Low dose colchicine significantly reduces the risk of cardiovascular events in patients with chronic coronary disease, Australian researchers say.
The findings of the LoDoCo2 study, presented at the European Society of Cardiology Congress (ESC 2020 virtual meeting) and published in the NEJM, support the repurposing of colchicine for routine secondary prevention in this patient group, according to investigators.
The Australian-Dutch study randomised over 5,500 clinically stable patients with evidence of coronary artery disease from angiography or coronary calcium scores to either 0.5 mg colchicine per day or placebo.
Most participants had a history of a prior revascularisation (83%) subsequent to an ACS (84%) and were well treated on multiple medications including statins (94%) and other lipid lowering agents, renin-angiotensin inhibitors (72%) and anti-platelet agents (67%).
Dr Mark Nidorf, a cardiologist from GenesisCare in Perth, told the virtual Congress that colchicine was associated with a significant reduction in the primary endpoint – a composite of CV death, MI, ischaemic stroke or ischemia-driven coronary revascularisation (HR 0.69).
“The benefits were seen early and continued to accrue throughout follow-up so that by close-out 77 fewer primary events had occurred in patients taking colchicine,” he said.
The effect of colchicine also extended to the first five of eight ranked secondary end points.
They were composites of CV, MI or ischaemic stroke (HR 0.72), MI or ischemia-driven coronary revascularisation (HR 0.67), CV death or MI (HR 0.71), and individually, ischaemia-driven coronary revascularisation (HR 0.75) and MI (HR 0.70).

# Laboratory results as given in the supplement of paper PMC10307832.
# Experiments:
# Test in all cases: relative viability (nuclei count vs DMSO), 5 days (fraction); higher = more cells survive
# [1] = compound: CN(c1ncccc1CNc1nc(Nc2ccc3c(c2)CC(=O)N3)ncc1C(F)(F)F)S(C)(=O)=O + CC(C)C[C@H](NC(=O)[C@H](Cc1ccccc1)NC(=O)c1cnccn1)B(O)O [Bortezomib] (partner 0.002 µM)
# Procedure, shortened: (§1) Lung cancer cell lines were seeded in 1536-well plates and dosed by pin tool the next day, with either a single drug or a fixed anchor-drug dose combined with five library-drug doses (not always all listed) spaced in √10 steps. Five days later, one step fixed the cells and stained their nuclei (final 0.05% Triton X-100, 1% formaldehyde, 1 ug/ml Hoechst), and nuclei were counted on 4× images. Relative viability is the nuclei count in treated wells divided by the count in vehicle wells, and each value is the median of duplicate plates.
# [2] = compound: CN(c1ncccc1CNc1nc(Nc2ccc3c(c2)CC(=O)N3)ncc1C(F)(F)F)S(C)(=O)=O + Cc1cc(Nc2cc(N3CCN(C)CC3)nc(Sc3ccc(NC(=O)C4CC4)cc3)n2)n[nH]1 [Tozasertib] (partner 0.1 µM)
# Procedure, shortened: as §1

“Importantly the effect of colchicine was also broadly consistent across a number of prespecified subgroups including men and women, those who are older and younger than 65, and those with and without a history of hypertension, diabetes, previous revascularisation and so forth.”
He said the traditional gout drug was also well tolerated and appeared safe. The incidence of permanent discontinuation of colchicine was low and similar to that of the control group.
Dr Nidorf told the limbic colchicine could become the third cornerstone preventive therapy for patients with coronary disease.
“The aspirin is taking care of the thrombosis; the cholesterol-lowering agents are reducing the uptake of cholesterol; but we’ve never targeted the inflammation successfully,” he said.
“So I think that we will find this drug will be accepted because it is available and it will help prevent the need for revascularisation and hospitalisation with heart attack and that is a big advantage for people.”
“I personally feel more comfortable now with the safety and the efficacy.”
“We were initially worried about the potential for interactions with statins, but that worry has gone away now. And also colchicine doesn’t aggravate bleeding which is a big problem in our patients who take aspirin and dual antiplatelet therapies.”